I believe that when people are given the right support and confidence, they can become the best version of themselves. I have been mentoring for the last 16 years - right from my university days to current day in the corporate world and it remains a huge passion of mine.
My interest in mentoring began at university. I began supporting young school-leavers who were unsure of their next steps when it came to higher education. I offered mentoring to help them refine their ideas into concrete action plans and equipped them to transition from living at home as dependents to living independently at university, being accountable for their own physical, mental and financial wellbeing. I even spent time with the parents, to understand their concerns and design coping mechanisms, including creating trust in their children in the absence of direct supervision. I focused on evidence-based decision making skills, and sustainable consequences (i.e. the individual can stand behind them and it makes sense even with the passage of time) - a skill which is underinvested in the early years of young adults.
I enjoy being everyone's personal cheerleader and also prompting new ways to look at themselves and the opportunities available to them.
This fuelled my passion for mentoring, so that when I started my first job, my focus moved to helping university students become more employable - educating them on how to make their time at university count and what competencies to acquire and be able to demonstrate. I ran several mock interview sessions to highlight how their university experiences are transferable to the workplace, something which was not commonly or widely understood. As I grew in experience, I was approached by senior manager to support certain individuals on key capabilities where they felt that I had a higher proficiency. This led to peers asking me to support them in their personal development and become their sounding board.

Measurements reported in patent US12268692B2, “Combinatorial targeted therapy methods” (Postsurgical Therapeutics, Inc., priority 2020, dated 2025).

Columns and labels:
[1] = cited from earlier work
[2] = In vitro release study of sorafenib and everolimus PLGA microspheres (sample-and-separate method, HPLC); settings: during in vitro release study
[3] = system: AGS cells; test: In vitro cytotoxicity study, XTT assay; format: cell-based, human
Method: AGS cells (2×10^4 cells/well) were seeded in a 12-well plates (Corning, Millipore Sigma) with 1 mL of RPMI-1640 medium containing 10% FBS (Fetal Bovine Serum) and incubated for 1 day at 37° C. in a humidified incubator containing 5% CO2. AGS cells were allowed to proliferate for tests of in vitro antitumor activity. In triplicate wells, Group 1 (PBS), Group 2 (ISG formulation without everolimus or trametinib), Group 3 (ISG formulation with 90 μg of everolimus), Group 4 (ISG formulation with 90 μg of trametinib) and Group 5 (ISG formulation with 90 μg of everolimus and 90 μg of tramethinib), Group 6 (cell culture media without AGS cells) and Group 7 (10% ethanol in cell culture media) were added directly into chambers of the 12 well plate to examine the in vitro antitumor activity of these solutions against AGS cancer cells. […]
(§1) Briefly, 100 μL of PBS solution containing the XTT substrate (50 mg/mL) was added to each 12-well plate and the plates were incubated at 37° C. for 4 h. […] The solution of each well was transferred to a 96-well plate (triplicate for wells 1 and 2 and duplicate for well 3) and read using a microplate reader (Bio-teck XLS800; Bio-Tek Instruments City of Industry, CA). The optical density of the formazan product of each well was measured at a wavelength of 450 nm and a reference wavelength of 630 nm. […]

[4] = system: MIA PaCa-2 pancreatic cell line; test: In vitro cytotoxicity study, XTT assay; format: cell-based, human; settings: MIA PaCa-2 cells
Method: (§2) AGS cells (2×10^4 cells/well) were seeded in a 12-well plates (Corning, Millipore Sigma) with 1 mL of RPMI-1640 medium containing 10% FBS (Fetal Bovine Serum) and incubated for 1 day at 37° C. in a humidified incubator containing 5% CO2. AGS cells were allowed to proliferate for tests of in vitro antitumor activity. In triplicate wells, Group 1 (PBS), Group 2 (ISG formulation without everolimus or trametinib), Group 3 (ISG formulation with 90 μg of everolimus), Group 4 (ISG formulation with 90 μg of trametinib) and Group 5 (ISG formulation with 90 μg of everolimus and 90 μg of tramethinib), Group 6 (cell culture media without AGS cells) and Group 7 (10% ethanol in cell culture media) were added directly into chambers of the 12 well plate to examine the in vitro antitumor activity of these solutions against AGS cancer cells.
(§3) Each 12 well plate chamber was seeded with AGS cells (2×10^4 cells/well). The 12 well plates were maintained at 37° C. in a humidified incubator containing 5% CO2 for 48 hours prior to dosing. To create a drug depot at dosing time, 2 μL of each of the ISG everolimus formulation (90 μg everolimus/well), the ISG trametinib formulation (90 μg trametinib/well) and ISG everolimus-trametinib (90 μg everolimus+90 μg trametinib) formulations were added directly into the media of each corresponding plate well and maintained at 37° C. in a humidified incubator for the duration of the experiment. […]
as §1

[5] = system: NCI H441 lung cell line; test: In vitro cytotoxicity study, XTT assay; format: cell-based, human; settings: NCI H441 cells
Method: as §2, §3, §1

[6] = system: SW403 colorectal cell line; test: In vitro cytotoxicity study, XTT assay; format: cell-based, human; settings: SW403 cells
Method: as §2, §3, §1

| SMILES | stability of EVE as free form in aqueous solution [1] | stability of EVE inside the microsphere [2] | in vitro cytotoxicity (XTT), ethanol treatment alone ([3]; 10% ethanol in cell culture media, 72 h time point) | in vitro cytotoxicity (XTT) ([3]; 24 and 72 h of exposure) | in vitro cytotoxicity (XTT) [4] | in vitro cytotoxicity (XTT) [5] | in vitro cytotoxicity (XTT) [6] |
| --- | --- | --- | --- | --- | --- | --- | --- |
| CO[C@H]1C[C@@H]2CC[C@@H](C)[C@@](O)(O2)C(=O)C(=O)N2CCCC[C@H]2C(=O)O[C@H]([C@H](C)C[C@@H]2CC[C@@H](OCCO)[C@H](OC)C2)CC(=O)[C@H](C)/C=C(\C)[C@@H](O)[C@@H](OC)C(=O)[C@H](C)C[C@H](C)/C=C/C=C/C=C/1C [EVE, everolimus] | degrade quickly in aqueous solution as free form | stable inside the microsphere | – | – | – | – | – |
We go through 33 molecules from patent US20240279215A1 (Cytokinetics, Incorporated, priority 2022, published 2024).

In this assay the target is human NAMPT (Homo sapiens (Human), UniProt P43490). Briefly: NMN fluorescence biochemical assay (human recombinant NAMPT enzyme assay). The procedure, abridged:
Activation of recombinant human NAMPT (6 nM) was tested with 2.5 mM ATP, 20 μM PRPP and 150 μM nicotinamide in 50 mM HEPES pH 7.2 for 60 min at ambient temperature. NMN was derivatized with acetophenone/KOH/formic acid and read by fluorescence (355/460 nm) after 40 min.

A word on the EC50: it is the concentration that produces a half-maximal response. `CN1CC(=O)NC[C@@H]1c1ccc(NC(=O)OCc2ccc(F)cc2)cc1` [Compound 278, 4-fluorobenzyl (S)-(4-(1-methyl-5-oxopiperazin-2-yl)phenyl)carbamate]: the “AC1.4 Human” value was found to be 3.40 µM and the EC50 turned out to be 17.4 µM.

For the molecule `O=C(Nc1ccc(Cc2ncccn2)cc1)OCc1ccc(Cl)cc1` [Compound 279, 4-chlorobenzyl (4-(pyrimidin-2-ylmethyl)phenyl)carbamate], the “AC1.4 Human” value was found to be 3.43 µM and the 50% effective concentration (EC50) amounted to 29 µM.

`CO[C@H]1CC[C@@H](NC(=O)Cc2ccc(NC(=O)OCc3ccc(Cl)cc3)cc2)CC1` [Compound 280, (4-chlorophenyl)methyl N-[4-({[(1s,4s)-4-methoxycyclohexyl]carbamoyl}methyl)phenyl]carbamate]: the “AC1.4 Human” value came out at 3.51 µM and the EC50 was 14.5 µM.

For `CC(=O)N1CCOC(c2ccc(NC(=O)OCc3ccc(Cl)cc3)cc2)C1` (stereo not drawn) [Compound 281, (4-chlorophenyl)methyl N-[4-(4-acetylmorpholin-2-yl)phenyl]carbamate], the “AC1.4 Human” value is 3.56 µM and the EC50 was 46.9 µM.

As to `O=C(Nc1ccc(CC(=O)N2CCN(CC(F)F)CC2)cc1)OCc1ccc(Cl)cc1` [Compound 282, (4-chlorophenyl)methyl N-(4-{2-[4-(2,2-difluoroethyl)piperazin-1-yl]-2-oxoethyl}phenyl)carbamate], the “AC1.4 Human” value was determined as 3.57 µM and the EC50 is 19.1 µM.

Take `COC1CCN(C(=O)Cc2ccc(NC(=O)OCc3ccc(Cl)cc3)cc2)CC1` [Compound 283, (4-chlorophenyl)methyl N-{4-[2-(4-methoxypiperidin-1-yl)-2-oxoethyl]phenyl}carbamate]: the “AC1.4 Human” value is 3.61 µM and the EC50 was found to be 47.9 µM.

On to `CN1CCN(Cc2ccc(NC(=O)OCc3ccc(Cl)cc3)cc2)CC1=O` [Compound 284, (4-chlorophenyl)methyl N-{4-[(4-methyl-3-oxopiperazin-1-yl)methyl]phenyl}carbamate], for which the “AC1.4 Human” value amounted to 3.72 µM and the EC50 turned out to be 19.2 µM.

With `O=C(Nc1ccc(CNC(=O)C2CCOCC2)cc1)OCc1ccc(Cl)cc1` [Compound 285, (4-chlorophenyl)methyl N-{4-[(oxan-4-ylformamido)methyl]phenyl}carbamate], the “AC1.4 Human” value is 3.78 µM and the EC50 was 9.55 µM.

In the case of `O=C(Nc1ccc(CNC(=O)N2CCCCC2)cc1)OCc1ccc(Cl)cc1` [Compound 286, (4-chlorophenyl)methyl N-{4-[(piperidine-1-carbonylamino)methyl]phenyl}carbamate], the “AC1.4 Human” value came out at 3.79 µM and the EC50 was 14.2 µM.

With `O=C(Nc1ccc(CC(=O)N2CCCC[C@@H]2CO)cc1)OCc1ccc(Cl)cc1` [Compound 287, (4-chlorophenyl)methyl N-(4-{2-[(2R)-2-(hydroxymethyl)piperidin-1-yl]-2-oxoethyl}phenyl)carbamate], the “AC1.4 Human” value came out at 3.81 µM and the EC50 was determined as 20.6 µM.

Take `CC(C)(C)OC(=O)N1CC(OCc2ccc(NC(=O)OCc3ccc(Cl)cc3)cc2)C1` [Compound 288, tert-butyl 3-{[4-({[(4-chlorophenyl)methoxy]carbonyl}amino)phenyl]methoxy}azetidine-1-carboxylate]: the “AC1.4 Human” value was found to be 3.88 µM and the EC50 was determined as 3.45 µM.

I have helped others to understand their gifts and talents better, raise their self-awareness and most importantly help them discover that the locus of their worth is within them - they do not need external validation to know that they have a rightful voice at the table. In material terms, I have helped students get through their desired universities and further to their graduate jobs; with colleagues, I have helped them achieve their promotions, pay rises - by enabling them through skills, guidance and removing their self-imposed mental barriers. I have also tried to raise awareness on gender biases and how it seeps through implicitly and hence how men need to be aware and women need to proactively address it.
What I get out of it
Having been raised in Tokyo (my parents still live there), Japanese language and culture is very close to my heart. There is a beautiful word "Ikigai" in Japanese, which embodies the most fulfilling purpose of one's life. For me, my Ikigai is "to enable". My greatest motivation and pleasure is to enable outcomes - be it at work where I manage large scale transformation in banking across people, process, data, technology, or in personal life - I want to help organisations and people reach the best version of their aims. I enjoy being everyone's personal cheerleader and also prompting new ways to look at themselves and the opportunities available to them. I personally have learnt a great deal from everyone I have engaged in this manner - be it resilience, spirituality, or professional expertise.
I have had tremendous support in my personal and professional life from several people who wished me well and did it without any gains to them. I want to pay it forward and create a virtuous ripple effect. All it takes is one supportive act at a time.